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DOCKET NO. A-0656-09T1





a/k/a Debra Ludvik,

Debra Sakevich, Debra Vitaro

and Debra Aqyukuba,



January 19, 2012


Submitted December 6, 2011 - Decided


Before Judges Carchman, Fisher and Baxter.


On appeal from the Superior Court of New Jersey, Law Division, Bergen County, Indictment No. 05-10-1857.


Joseph E. Krakora, Public Defender, attorney for appellant (Alan I. Smith, Designated Counsel, on the brief).


John J. Molinelli, Bergen County Prosecutor, attorney for respondent (Catherine A. Foddai, Senior Assistant Prosecutor, of counsel and on the brief).



Defendant Debra Aquilina appeals from her May 1, 2009 conviction on charges of first-degree murder, N.J.S.A. 2C:11-3 (count one); first-degree conspiracy to commit murder, N.J.S.A. 2C:11-3/2C:5-2 (count three); third-degree possession of cocaine and heroin, respectively, N.J.S.A. 2C:35-10(a)(1) (counts five and six); and third-degree hindering prosecution, N.J.S.A. 2C:29-3(b)(1) (count seven).1 After appropriate merger, the judge imposed a sentence of life imprisonment on count one, subject to the eighty-five percent parole ineligibility term required by N.J.S.A. 2C:43-7.2, concurrent to five-year terms of imprisonment on counts five and six. The judge imposed a consecutive five-year term of imprisonment on count seven.

On appeal, defendant raises the following claims:


















We reject these contentions, and affirm defendant's conviction and sentence, except for counts five and six, for which only one sentence should have been imposed. We remand for merger of count six with count five.


At approximately 6:00 a.m. on February 15, 2003, the Garfield Police Department received a telephone call from defendant stating that when she awoke, she noticed that her husband Ralph Ludvik, Jr., was not breathing. A few minutes later, when Sergeant John Demko arrived at defendant and Ludvik's residence on Palisade Avenue, defendant directed him to the second floor of the home, where he saw Ludvik lying face up on the floor, wedged between a wall and the bed. Because there was no light in the bedroom, Demko dragged Ludvik to the kitchen. While Demko was in the course of doing so, defendant attempted to grab something from her husband's pocket. Demko told her to stop. At that point, defendant became upset, telling Demko she was merely trying to retrieve money that was hers. According to Demko, there were signs of rigor mortis and he believed that Ludvik had been "deceased for quite some time." Paramedics arrived shortly thereafter, and pronounced Ludvik dead at 6:18 a.m.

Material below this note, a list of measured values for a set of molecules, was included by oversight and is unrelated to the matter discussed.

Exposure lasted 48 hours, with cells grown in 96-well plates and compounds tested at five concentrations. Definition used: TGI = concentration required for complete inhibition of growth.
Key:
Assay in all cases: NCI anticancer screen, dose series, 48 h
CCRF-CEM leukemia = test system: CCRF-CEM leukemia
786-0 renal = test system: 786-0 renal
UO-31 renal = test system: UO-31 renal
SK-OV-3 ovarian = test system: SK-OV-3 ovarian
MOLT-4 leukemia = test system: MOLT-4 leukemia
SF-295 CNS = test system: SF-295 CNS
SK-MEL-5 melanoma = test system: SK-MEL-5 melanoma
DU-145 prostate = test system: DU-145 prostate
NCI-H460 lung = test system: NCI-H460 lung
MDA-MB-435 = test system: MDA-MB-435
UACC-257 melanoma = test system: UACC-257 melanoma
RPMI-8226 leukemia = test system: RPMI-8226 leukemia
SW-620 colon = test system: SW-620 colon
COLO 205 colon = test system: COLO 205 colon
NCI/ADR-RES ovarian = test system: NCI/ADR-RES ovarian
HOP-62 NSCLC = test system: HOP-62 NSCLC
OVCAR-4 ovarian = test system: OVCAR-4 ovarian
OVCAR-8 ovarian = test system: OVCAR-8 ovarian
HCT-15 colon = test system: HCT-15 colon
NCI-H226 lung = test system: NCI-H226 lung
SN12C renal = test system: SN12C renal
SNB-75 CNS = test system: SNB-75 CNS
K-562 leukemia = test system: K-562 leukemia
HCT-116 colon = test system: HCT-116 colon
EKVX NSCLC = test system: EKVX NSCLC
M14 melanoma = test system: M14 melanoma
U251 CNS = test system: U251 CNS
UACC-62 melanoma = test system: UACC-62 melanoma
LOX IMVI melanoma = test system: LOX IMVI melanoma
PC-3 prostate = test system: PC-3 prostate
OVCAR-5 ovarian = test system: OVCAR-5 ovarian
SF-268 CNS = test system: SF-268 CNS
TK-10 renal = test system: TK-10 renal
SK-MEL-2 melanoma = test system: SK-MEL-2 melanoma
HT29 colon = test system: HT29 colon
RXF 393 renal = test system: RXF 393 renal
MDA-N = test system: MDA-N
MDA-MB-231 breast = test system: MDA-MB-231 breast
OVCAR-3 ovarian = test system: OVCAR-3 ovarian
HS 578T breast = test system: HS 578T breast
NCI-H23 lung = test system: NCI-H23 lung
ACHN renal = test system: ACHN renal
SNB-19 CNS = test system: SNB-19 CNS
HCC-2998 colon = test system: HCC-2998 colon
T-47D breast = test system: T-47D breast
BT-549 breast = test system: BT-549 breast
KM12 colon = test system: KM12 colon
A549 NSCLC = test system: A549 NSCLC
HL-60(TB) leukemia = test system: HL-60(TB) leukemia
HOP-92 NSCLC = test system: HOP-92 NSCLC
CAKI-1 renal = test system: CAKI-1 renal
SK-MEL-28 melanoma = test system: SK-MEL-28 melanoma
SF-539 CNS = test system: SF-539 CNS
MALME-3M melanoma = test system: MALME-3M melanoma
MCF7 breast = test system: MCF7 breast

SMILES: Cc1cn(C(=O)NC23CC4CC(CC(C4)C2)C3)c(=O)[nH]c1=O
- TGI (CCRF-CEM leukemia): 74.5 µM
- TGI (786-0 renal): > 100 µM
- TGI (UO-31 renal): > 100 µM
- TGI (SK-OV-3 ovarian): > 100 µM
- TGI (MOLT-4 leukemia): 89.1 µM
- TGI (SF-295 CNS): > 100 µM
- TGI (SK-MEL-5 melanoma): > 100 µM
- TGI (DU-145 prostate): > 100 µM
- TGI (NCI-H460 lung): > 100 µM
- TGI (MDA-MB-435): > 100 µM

While Demko was in his patrol car outside defendant's and Ludvik's home completing a form to be provided to the medical examiner, defendant approached him in a "flirtatious" manner and said, "I've seen you before, I've seen you around. How are you?" According to Demko, defendant was not "crying" or "showing any signs of grief at that point in time."

At 6:30 a.m., Detective Michael Latona of the Garfield Police Department arrived at the scene and spoke with defendant, who informed him that she was Ludvik's wife and that her husband was a heroin user. She pointed to empty bags in the bedroom that appeared to contain trace amounts of heroin. In a dresser drawer, Latona also observed drug paraphernalia, including syringes, plastic tubes and a tourniquet, although Latona was unable to find the syringe that caused the apparent overdose. Latona also interviewed James Gerritsen, who had moved into the house a few weeks earlier. Gerritsen told Latona that he had gone to sleep at 10:30 p.m. the previous night, and was awakened by defendant at 5:30 a.m. the next morning, who stated that Ludvik was not breathing. Gerritsen explained that Ludvik's temperament of late had been "somewhat odd," and Ludvik "had been more angry and not his normal self."

Latona did not interview defendant's stepson, Mark Aquilina, who also lived in the home.

A toxicology report prepared by Theodore Siek, Ph.D., at the request of the medical examiner, Dr. Sunandan Singh, attributed Ludvik's death to an overdose of heroin. Cocaine was also found in his blood, but not in an amount sufficient to have caused his death. Based on the report of the toxicologist, and the drug paraphernalia found in Ludvik's bedroom, Dr. Singh concluded that Ludvik's death was the result of an accidental drug overdose.

Singh's conclusion remained unchallenged until fifteen months later, when on May 11, 2004, the Bergen County Prosecutor's Office received a letter from Frank Baez, an inmate at the Bergen County Correctional Facility, where Mark Aquilina, defendant's son, was incarcerated on unrelated charges. Baez's letter made reference to a comment by Mark Aquilina admitting that he had been involved in a suspicious death that occurred in Garfield. Contacting the Garfield Police Department, the Prosecutor's Office learned of Ludvik's death due to a drug overdose in February 2003. After interviewing Baez, Detectives Gil Breit and Mark Bendul brought Mark Aquilina to the Bergen County Prosecutor's Office for questioning on March 4, 2005. After receiving Miranda2 warnings, Mark initially denied taking part in Ludvik's murder. After further questioning, he provided a full confession about a conspiracy to kill Ludvik, between defendant, Gerritsen and himself. Mark explained that his mother believed that if Ludvik were dead, she would inherit the house on Palisade Avenue where Mark, defendant, Gerritsen and Ludvik had been living. According to Mark, the three devised a plan "to somehow take over the house," which involved "taking care of Ralph" by "getting him out of the way." Mark explained that the only reason his mother married Ralph Ludvik was "to get her hands on the house."